I stopped my bike and reconsidered the idea of going to Sesriem. Uwe had told me that the dirt road in Namibia could be good or bad, depending on when the last time it was scraped. Obviously this road had not been scraped for quite some time. The sun was getting hotter and I was sweating profusely. I started to feel dizzy and short of breath – symptoms of heat stroke. It’s not wise to take the risk under this heat in this deserted and shelter less place. Who is going to help me if I faint? I don’t want to dehydrate and die in this desert. I need to make a fast decision now. In the end, I made up my mind and turned back. Another 20 km on the soft sands resulted in 2 hours wasted since I started this morning. My new destination now is Windhoek, the capital city of Namibia. It’s a long way to Windhoek via B1 and the view was filled with bushes, small trees and beautiful sandy mountains.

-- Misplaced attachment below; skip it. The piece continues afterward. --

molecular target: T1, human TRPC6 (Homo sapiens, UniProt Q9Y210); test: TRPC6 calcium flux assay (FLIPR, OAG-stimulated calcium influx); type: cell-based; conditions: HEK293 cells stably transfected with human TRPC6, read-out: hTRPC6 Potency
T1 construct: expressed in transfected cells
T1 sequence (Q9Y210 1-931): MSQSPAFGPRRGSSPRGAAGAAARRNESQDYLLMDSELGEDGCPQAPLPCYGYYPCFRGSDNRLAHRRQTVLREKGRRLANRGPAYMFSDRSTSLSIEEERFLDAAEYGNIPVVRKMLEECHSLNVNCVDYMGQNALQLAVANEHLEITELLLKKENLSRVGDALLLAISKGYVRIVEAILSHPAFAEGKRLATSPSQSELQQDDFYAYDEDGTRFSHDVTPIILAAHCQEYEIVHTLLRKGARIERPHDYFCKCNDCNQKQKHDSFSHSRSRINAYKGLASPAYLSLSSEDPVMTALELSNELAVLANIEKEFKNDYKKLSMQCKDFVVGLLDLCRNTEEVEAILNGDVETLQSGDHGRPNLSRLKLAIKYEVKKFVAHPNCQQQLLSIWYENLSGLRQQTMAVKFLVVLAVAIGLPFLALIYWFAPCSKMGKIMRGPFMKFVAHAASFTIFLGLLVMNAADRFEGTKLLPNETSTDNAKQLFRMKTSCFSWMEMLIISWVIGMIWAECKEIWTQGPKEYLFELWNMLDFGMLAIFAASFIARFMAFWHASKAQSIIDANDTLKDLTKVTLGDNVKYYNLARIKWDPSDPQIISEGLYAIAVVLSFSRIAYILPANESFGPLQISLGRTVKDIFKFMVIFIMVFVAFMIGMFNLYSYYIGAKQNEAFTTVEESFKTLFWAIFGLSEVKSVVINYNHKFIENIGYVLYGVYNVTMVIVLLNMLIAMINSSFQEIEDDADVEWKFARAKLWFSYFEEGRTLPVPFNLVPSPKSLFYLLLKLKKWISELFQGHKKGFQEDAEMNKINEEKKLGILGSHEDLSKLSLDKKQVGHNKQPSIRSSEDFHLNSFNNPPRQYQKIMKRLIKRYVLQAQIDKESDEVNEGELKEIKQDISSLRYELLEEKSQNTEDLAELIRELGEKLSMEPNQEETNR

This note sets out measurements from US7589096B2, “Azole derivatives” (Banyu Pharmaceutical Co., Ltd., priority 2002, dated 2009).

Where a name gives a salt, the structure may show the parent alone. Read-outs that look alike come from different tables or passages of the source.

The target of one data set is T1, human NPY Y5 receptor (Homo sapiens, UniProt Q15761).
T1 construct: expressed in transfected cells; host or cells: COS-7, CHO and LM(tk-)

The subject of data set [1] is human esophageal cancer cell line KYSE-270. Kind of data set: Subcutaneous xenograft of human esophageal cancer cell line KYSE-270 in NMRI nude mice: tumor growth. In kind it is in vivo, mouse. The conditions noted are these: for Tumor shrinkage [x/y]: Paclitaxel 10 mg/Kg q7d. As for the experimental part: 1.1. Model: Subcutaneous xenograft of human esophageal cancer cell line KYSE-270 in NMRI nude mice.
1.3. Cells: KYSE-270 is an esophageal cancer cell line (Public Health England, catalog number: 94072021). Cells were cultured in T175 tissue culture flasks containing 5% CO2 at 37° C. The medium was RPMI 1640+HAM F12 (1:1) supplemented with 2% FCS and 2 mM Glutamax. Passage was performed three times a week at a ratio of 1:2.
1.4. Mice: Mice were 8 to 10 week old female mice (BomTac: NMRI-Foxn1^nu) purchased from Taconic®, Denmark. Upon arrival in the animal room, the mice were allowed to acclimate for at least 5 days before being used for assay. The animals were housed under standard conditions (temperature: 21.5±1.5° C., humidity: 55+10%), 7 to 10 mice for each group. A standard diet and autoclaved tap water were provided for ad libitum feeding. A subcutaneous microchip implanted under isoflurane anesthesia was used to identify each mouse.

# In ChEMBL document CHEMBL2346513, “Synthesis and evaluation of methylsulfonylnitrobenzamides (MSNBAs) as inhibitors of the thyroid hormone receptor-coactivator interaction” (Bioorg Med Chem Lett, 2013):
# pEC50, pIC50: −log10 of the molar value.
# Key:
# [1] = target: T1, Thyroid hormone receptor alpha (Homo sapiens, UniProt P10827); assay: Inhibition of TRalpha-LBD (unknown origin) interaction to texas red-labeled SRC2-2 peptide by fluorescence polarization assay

Later in the afternoon, I started to feel some wind and decided to stop for lunch at Mariental. I pulled over at a rest area. My butt was so sore and my hands were numb after the long ride without any rest. While enjoying my packed lunch, I saw a barefooted boy running towards me. He sat on the opposite bench and looked at me with his sad eyes. After a while, the boy started to dig into the garbage bin. He found a bottle of unfinished Coke and drank it. He continued digging and later found a milk box. He shook the almost empty box and tore it to enable him to lick the remaining milk. I was witnessing all this as if watching a drama shown on TV. How my heart fell for this boy. Especially when he looked at me again and asked, “Mem, can you buy me some food?” I really couldn’t hold my tears anymore, but I didn’t want to cry in front of him. I hurriedly put on my helmet, opened my top box, grabbed a packet of biscuits and some money and shoved it into the boy’s hand. The boy ran quickly to another small kid, whom I believe was his brother. I continued riding with tears streaming down my cheek recalling what I had just seen. I’m sure this won’t be the first and the last drama that I’m going to witness here in Africa.